ESOU18: Complications of TURBT

Amsterdam, The Netherlands (UroToday.com) Transurethral resection of bladder tumor (TURBT) followed by pathologic examination of the obtained specimen, is an essential step in the treatment of non-muscle invasive bladder cancer (NMIBC). It is imperative that the resection be complete, include the muscle layer, and if needed, a second look resection should be performed.

ESOU18: Socio-economic Impact of BCG Shortage

Amsterdam, The Netherlands (UroToday.com) Bladder cancer (BC) is the ninth most common cancer in the world. The highest incidence of BC is in Northern America and Europe; and the lowest incidence is in Asia, Latin America and the Caribbean [1]. A Cochrane review assessing intravesical BCG for Ta and T1 BC found that BCG instillation after TURBT reduced disease recurrence at 12 months compared with TURBT alone. The review concluded that in people with medium- to high-risk Ta or T1 BC, intravesical BCG following TUR has a significant advantage over TUR alone in delaying tumor recurrence[2,3].

ESOU18: New Techniques for Bladder Tumor Resection - Are They Better Than Conventional TURBT?

Amsterdam, The Netherlands (UroToday.com) Transurethral resection of bladder tumor (TURBT) constitutes a crucial procedure in the diagnosis and treatment of bladder cancer (BC). A complete resection of the tumor should be achieved in all cases.  The standard utilized incision and scattering technique is against all oncological principles. It causes damage through heat, and the fragmentation of the tumour hampers histological processing. In any case, when there is incomplete resection, lack of muscle in the specimen, and in T1 tumours, a second resection is mandatory. Due to relatively high recurrence and progression rates of BC, novel imaging and tumor removal techniques are required.

ESOU18: Robotic Assisted Radical Cystectomy Does Not Always Confer the Right Urinary Diversion

Amsterdam, The Netherlands (UroToday.com)  Urinary diversion after performance of radical cystectomy (RC) can be done in several ways. Orthotopic reconstruction in the right patient, with well performed nerve-sparing surgery, and adequate follow up provides excellent clinical, oncological and functional outcomes. Nevertheless, we are witnessing a worldwide decline of usage of orthotopic reconstruction and a  growing shift to ileal conduits (IC) is seen, in high volume centers as well.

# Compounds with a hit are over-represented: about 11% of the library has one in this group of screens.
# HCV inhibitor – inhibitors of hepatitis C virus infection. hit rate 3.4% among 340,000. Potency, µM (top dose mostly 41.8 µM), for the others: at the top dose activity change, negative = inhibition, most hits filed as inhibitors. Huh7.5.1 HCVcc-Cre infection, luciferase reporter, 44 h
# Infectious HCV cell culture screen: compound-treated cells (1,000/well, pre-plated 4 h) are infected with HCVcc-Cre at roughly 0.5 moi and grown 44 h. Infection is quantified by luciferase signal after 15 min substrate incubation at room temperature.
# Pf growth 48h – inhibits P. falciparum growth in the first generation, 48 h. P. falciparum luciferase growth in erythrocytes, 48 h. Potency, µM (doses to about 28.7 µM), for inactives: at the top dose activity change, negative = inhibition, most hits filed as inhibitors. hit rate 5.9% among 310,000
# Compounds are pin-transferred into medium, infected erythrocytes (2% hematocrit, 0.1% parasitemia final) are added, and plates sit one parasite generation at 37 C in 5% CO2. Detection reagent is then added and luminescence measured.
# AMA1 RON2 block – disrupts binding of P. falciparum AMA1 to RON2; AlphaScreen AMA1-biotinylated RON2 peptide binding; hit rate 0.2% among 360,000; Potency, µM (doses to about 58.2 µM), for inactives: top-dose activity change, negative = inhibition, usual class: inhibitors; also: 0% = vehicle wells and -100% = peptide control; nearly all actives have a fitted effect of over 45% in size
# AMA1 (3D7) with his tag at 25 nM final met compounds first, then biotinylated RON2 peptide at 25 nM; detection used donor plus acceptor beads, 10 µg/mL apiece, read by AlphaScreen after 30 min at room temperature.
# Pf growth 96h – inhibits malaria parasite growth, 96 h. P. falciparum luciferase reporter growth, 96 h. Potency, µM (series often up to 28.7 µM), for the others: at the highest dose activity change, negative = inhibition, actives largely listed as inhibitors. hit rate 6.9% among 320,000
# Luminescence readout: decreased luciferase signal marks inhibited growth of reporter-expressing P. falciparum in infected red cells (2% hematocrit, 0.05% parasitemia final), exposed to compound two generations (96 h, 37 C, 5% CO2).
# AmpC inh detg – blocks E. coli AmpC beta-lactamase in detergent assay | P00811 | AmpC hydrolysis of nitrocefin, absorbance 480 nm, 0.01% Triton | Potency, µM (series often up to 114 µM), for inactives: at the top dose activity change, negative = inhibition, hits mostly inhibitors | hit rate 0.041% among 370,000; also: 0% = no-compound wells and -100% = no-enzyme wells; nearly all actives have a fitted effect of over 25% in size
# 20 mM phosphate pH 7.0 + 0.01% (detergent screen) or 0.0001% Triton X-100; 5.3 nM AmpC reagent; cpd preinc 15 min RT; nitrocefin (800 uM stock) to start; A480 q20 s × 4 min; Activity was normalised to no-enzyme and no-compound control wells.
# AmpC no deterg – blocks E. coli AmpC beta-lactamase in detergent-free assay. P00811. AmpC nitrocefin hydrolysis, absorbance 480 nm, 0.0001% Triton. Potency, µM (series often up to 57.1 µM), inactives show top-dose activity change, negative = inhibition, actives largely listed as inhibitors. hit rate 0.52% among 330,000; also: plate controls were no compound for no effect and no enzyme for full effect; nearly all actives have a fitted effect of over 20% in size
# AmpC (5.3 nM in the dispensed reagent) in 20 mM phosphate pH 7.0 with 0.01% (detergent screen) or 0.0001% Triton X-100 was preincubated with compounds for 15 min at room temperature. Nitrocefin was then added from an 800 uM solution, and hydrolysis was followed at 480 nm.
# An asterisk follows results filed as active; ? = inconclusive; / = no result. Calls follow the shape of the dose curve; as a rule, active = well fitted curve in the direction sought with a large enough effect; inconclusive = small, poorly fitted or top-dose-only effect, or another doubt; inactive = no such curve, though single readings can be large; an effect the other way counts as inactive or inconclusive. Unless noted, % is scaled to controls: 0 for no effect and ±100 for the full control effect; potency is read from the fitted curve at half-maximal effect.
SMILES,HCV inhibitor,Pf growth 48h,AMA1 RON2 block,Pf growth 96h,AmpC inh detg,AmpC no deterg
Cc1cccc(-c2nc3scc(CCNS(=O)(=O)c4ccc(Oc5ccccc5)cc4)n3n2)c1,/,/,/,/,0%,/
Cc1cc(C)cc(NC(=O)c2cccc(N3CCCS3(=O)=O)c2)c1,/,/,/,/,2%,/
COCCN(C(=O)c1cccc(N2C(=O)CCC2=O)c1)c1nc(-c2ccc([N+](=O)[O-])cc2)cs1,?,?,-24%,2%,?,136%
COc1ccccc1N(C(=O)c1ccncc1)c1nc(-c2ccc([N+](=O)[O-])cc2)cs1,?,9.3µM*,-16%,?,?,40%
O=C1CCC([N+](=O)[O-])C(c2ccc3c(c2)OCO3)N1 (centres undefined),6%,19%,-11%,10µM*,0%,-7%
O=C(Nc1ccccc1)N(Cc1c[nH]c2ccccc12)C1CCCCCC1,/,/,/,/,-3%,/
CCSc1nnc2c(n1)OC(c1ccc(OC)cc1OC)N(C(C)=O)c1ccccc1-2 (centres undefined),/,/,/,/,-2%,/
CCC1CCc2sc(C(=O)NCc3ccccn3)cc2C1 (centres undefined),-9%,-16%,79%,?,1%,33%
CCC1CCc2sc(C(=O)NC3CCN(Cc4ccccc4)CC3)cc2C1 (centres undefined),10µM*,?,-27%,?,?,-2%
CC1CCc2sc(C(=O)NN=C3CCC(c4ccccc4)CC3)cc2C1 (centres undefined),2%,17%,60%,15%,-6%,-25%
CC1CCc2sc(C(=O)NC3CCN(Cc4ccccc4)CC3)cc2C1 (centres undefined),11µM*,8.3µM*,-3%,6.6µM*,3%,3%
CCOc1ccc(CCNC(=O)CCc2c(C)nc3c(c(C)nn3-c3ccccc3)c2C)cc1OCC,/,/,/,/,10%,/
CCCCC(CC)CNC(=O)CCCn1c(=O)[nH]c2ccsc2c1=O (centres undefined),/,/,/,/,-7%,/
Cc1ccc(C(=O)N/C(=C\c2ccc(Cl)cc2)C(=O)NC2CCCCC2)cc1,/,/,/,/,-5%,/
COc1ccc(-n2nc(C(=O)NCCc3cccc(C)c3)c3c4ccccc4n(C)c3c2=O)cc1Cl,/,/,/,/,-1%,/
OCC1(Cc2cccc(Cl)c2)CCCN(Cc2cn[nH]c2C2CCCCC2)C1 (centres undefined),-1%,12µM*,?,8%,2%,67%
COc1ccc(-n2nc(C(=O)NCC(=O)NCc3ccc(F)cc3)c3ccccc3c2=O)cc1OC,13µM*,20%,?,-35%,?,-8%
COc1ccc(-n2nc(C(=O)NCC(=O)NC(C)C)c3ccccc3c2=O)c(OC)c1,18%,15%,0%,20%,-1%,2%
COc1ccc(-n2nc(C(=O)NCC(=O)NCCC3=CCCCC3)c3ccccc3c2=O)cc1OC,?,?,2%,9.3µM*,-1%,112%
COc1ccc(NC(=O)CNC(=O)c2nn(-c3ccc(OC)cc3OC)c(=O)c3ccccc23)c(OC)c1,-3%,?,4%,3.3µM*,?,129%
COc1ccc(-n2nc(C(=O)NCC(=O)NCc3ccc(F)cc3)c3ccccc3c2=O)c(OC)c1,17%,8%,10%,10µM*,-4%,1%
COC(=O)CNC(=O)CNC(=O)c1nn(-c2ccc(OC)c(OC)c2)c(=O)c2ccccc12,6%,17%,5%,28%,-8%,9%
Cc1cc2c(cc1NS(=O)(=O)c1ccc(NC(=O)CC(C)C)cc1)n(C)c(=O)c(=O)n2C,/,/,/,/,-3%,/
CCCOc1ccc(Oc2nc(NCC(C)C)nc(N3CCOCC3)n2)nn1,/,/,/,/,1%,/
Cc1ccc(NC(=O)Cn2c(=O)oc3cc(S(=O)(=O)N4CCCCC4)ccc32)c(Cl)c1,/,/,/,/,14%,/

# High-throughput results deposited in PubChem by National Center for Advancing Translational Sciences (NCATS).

ESOU18: The Role of Extended Lymphadenectomy for Bladder Cancer - The American Perspective

Amsterdam, The Netherlands (UroToday.com) Bilateral pelvic lymph node dissection (PLND) is an integral part of radical cystectomy (RC) for bladder cancer (BC). No consensus exists regarding the optimal extent of lymphadenectomy, the number of lymph nodes (LNs) to be retrieved, or the magnitude of the therapeutic benefit given to patients with BC. Most of the literature on the role of PLND in BC is retrospective, nonrandomized and of low quality. There is a lack of prospective randomized trials comparing limited to extended PLND in BC patients.

ESOU18: The Role of Extended Lymphadenectomy for Bladder Cancer - The European Perspective

Amsterdam, The Netherlands (UroToday.com) The standard pelvic lymph node dissection (PLND) in bladder cancer (BC) includes the external, and internal iliac and obturator nodes. It identifies over 95% of Pn1 and skip metastasis are rare. The extended PLND includes the presacral, common iliac, and distal aorta /inferior vena cava nodes. It increases node yield by 34-40%. Importantly 36-43% of Pt3, Pt4 N+ disease have node metastasis above the common iliac bifurcation. Currently there is no level 1 evidence supporting extended PLND in BC.

ESOU18: Is There a Role for Localized Treatment in Metastatic Bladder Cancer? - The Medical Oncologist Approach

Amsterdam, The Netherlands (UroToday.com) The multimodal approach should be used in treating metastatic bladder cancer (BC) patients. The therapeutic area has evolved rapidly for metastatic BC since the approval of the immune checkpoint inhibitor (ICPI) Atezolizumab (Figure 1). The current treatment algorithm for metastatic urothelial BC patients (Figure 2) involves chemotherapy at the first stage, immune checkpoint inhibitor (ICPI) and 2nd line chemotherapy. This field continues to evolve as there are currently a plethora of clinical trials for first line metastatic BC (Figure 3).
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